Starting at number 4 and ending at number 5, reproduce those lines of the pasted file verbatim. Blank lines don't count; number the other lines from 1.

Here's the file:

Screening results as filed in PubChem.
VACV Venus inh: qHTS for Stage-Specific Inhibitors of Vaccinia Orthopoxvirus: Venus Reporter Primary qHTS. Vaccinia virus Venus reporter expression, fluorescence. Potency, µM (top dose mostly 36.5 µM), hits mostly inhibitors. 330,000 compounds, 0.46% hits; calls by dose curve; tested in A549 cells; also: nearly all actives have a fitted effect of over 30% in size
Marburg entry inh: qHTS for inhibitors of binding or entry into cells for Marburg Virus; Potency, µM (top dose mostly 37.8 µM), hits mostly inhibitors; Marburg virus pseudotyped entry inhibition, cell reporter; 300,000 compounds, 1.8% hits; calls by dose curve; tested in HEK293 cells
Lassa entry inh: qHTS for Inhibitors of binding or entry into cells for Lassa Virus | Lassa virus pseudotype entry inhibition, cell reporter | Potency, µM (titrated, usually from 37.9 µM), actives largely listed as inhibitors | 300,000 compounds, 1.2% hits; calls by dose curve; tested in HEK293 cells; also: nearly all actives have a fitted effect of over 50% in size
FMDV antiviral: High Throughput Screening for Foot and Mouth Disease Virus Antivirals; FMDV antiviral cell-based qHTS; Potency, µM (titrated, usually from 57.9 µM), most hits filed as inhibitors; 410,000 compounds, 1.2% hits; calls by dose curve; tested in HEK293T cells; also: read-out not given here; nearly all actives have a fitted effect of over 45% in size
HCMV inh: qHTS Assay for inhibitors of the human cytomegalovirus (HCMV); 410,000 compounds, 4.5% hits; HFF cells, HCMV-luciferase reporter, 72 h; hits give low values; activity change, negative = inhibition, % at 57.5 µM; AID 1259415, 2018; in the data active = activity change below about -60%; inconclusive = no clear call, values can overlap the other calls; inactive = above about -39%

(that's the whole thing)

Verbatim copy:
Lassa entry inh: qHTS for Inhibitors of binding or entry into cells for Lassa Virus | Lassa virus pseudotype entry inhibition, cell reporter | Potency, µM (titrated, usually from 37.9 µM), actives largely listed as inhibitors | 300,000 compounds, 1.2% hits; calls by dose curve; tested in HEK293 cells; also: nearly all actives have a fitted effect of over 50% in size
FMDV antiviral: High Throughput Screening for Foot and Mouth Disease Virus Antivirals; FMDV antiviral cell-based qHTS; Potency, µM (titrated, usually from 57.9 µM), most hits filed as inhibitors; 410,000 compounds, 1.2% hits; calls by dose curve; tested in HEK293T cells; also: read-out not given here; nearly all actives have a fitted effect of over 45% in size